On the 20th anniversary of Princess Diana’s death, both her sons have attacked the paparazzi’s treatment of their late mother.

Prince Harry has criticised photographers for taking pictures instead of helping Diana as she died in a car in a Paris tunnel in 1997.

His elder brother, the Duke of Cambridge, also recently spoke of how his mother had to endure being spat at by paparazzi during her life, with Diana brought to tears by photographers’ treatment of her.

A 2008 inquest found the reckless driving of paparazzi trailing the Mercedes in which Diana was travelling through the French capital contributed to the vehicle’s fatal collision with a pillar.

Writer and royal photographer Ian Lloyd told Sky News how Diana suffered very much at the hands of the paparazzi, particularly in the last two years of her life.

There was constant press interest but in the last two years it really had spiralled out of control, he said.

But now, two decades on since Diana’s death, are the paparazzi still as notorious as they once were, especially in their treatment of the Royal Family?

:: Everything we know about the death of Diana

Terry Kirby, who worked on national newspapers for 20 years before becoming senior lecturer and director of the school of journalism at Goldsmiths University, described how the British media are constantly being warned about the treatment of royals.

In August 2015, Kensington Palace issued a furious warning to media organisations around the world over the increasingly extreme lengths paparazzi were employing to photograph number one target Prince George.

The Duke and Duchess of Cambridge also reminded publishers and photographers they would not hesitate to take legal action to protect their children’s privacy.

There’s a slight wariness amongst the ‘mainstream media’ in this country because they’ve been warned off so many times, Mr Kirby said.

They still have a consciousness of what happened to Diana, even if they didn’t actually experience it at the time, so it’s in the collective journalistic consciousness.

As well as the fate of Diana, Mr Kirby added the 2011/12 Leveson inquiry into press ethics, prompted by the phone-hacking scandal, had created a wariness that wasn’t there before.

There’s also a greater professionalism amongst the Palace and Royal Family press officers to issue those edicts to say ‘back off’ whenever necessary, together with the threat of legal action, he said.

It didn’t really happen during Diana’s time. There was this stoic ‘we’ve got to put up with it’ attitude.

He described how a new generation of royals had now taken prominence and established new rules with the media, while they are also much more on the case when it comes to dealing with any breaches of privacy.

The Duke of Cambridge has demanded £1.3m compensation over the publication of images of his wife Kate sunbathing topless by French magazine Closer.

Kensington Palace has also regularly released photos – sometimes taken by the Duchess of Cambridge herself – of Prince George, age four, and Princess Charlotte, two, for the media’s use.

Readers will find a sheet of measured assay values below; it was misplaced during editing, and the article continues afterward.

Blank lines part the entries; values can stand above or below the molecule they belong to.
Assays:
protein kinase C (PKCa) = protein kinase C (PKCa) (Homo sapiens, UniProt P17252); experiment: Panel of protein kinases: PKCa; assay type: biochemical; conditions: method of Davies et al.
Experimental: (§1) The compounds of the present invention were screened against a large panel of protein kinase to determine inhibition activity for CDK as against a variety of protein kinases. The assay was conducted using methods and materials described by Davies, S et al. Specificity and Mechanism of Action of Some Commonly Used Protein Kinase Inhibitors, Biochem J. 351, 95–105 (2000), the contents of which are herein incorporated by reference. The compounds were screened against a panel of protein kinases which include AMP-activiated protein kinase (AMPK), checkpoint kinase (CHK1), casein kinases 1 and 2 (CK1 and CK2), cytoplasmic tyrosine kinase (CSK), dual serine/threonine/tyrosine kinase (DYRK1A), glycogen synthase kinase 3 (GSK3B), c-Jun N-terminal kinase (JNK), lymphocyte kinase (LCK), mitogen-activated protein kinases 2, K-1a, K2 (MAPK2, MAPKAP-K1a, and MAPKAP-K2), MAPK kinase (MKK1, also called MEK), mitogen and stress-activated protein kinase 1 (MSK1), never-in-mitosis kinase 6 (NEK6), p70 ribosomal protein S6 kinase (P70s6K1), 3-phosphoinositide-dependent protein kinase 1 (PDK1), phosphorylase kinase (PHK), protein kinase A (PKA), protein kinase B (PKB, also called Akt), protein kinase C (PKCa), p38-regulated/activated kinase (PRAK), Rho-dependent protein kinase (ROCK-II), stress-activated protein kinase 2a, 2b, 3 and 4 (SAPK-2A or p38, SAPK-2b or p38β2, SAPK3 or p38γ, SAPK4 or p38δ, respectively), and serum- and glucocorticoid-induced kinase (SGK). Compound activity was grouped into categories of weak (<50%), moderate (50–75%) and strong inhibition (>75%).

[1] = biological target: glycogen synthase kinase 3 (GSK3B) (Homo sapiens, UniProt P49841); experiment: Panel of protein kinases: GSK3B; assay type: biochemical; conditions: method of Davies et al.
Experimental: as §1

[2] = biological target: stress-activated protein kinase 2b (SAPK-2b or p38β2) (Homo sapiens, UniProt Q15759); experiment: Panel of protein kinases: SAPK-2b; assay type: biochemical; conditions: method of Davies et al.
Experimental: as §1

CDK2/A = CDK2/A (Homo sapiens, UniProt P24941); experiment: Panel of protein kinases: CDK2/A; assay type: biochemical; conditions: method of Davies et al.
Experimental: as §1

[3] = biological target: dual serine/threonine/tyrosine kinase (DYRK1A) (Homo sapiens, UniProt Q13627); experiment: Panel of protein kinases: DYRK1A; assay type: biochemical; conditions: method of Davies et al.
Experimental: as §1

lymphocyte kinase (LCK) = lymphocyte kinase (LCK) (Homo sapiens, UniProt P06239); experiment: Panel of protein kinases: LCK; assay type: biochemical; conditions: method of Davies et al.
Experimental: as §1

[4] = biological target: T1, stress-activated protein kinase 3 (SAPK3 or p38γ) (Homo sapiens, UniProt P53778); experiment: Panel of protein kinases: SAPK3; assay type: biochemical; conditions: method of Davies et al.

The younger royals’ social media accounts also offer regular updates on the activities of Princes William, Harry and the Duchess of Cambridge.

They’ve become much more switched on in knowing they’ve got to release those images at certain points and give the media those stock images they can use time and again, Mr Kirby said.

The careful release of images just about satisfies the cravings.

But Mr Kirby warned despite the deference of the British media towards the Royal Family’s requests, there is quite a big distinction between newspapers’ staff photographers and ruthless freelancers who don’t have any particular obligations, which creates an industry grey area.

There’s definitely been appeals not to use certain images taken by European paparazzi of George and Charlotte, he said, adding: Obviously those freelancers will look to sell to the mainstream UK titles.

That’s where you get this temptation to take those pictures.

But Bénédicte Paviot, a former BBC reporter who is now UK correspondent for France 24, suggested photographers outside Britain had also altered their behaviour in the 20 years since Diana’s death.

She highlighted how scooter-mounted paparazzi had been warned off getting too close to Emmanuel Macron on the night of his victory in this year’s French presidential election, in contrast to how they tailed the car of former president Jacques Chirac following his own election win.

Yet, despite the apparent current cooperation between the Royal Family and Fleet Street, Mr Kirby offered a warning it will only take some particularly great set of pictures … for all those customs and practices to be swept aside.

He noted how, following Diana’s death, a lot of British newspapers vowed never to publish certain types of paparazzi pictures again, but – 20 years on – one beach paparazzi snap after another fills the websites of UK publications, as well as photographs of celebrities’ young children.

And the huge media interest in the Royal Family is every bit as much as it was in Diana’s day, Mr Kirby added.

You only have to see how many times Diana has been on the front of newspapers over the last few weeks.

They (the royals) are still going to trump Kim Kardashian every day of the week.

If you’ve got a great picture of Prince George looking grumpy on some foreign trip, they’re going to put that on the front every day of the week.

He added: As soon as George and Charlotte start going to senior schools and start dating and everything, which isn’t going to be that far away, it will become even more intense.

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(c) Sky News 2017: 20 years on from Diana – do paparazzi still harass the royals?

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